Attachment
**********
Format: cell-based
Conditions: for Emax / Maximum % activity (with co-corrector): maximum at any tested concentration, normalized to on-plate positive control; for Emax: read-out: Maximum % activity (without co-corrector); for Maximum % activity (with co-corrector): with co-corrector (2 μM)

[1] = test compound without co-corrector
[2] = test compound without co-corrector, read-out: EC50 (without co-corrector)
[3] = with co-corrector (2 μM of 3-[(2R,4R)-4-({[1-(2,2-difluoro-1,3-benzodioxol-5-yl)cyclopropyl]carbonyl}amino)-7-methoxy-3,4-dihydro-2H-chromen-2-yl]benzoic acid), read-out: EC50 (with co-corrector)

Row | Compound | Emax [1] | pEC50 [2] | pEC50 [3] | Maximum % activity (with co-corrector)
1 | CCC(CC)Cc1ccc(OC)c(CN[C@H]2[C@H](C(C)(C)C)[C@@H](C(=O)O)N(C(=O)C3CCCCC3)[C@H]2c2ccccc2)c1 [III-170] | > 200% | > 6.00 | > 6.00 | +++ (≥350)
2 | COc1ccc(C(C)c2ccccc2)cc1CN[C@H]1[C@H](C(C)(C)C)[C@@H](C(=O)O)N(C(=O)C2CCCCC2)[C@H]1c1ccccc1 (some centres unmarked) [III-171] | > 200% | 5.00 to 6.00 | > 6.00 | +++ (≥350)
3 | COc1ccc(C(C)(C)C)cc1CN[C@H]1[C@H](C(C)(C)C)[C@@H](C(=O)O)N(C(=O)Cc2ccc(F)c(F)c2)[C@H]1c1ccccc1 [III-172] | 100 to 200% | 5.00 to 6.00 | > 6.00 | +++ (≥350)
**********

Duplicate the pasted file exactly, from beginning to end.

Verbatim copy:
Format: cell-based
Conditions: for Emax / Maximum % activity (with co-corrector): maximum at any tested concentration, normalized to on-plate positive control; for Emax: read-out: Maximum % activity (without co-corrector); for Maximum % activity (with co-corrector): with co-corrector (2 μM)

[1] = test compound without co-corrector
[2] = test compound without co-corrector, read-out: EC50 (without co-corrector)
[3] = with co-corrector (2 μM of 3-[(2R,4R)-4-({[1-(2,2-difluoro-1,3-benzodioxol-5-yl)cyclopropyl]carbonyl}amino)-7-methoxy-3,4-dihydro-2H-chromen-2-yl]benzoic acid), read-out: EC50 (with co-corrector)

Row | Compound | Emax [1] | pEC50 [2] | pEC50 [3] | Maximum % activity (with co-corrector)
1 | CCC(CC)Cc1ccc(OC)c(CN[C@H]2[C@H](C(C)(C)C)[C@@H](C(=O)O)N(C(=O)C3CCCCC3)[C@H]2c2ccccc2)c1 [III-170] | > 200% | > 6.00 | > 6.00 | +++ (≥350)
2 | COc1ccc(C(C)c2ccccc2)cc1CN[C@H]1[C@H](C(C)(C)C)[C@@H](C(=O)O)N(C(=O)C2CCCCC2)[C@H]1c1ccccc1 (some centres unmarked) [III-171] | > 200% | 5.00 to 6.00 | > 6.00 | +++ (≥350)
3 | COc1ccc(C(C)(C)C)cc1CN[C@H]1[C@H](C(C)(C)C)[C@@H](C(=O)O)N(C(=O)Cc2ccc(F)c(F)c2)[C@H]1c1ccccc1 [III-172] | 100 to 200% | 5.00 to 6.00 | > 6.00 | +++ (≥350)